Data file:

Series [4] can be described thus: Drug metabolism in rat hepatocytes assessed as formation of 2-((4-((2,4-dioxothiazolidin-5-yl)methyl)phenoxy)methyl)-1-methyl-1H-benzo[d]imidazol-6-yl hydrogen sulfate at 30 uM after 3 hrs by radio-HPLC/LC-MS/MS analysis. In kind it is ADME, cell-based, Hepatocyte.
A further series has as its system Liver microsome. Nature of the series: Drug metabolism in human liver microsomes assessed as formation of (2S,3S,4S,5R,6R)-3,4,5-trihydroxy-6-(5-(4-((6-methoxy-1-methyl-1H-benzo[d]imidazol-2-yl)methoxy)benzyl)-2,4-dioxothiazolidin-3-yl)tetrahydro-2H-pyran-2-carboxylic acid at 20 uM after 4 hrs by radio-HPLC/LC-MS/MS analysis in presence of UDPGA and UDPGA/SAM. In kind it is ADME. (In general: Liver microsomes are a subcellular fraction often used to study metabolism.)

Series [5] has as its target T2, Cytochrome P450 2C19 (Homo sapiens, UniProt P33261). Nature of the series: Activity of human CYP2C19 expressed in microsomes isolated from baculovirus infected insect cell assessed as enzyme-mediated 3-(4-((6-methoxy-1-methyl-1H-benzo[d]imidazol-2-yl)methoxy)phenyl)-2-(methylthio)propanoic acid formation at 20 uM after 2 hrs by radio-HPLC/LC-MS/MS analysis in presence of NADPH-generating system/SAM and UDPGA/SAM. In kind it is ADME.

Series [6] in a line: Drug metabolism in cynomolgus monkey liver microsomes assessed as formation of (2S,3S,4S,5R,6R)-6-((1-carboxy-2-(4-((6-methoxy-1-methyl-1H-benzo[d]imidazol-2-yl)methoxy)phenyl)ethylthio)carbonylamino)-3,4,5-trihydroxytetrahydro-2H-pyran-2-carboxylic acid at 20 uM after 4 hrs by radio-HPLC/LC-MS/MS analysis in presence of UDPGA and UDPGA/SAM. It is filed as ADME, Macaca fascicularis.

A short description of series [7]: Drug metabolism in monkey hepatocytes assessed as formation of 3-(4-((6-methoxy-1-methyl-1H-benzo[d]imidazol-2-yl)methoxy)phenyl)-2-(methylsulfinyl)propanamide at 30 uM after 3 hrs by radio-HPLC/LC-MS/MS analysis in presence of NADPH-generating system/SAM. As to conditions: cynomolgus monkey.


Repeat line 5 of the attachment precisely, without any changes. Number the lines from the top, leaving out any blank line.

A short description of series [7]: Drug metabolism in monkey hepatocytes assessed as formation of 3-(4-((6-methoxy-1-methyl-1H-benzo[d]imidazol-2-yl)methoxy)phenyl)-2-(methylsulfinyl)propanamide at 30 uM after 3 hrs by radio-HPLC/LC-MS/MS analysis in presence of NADPH-generating system/SAM. As to conditions: cynomolgus monkey.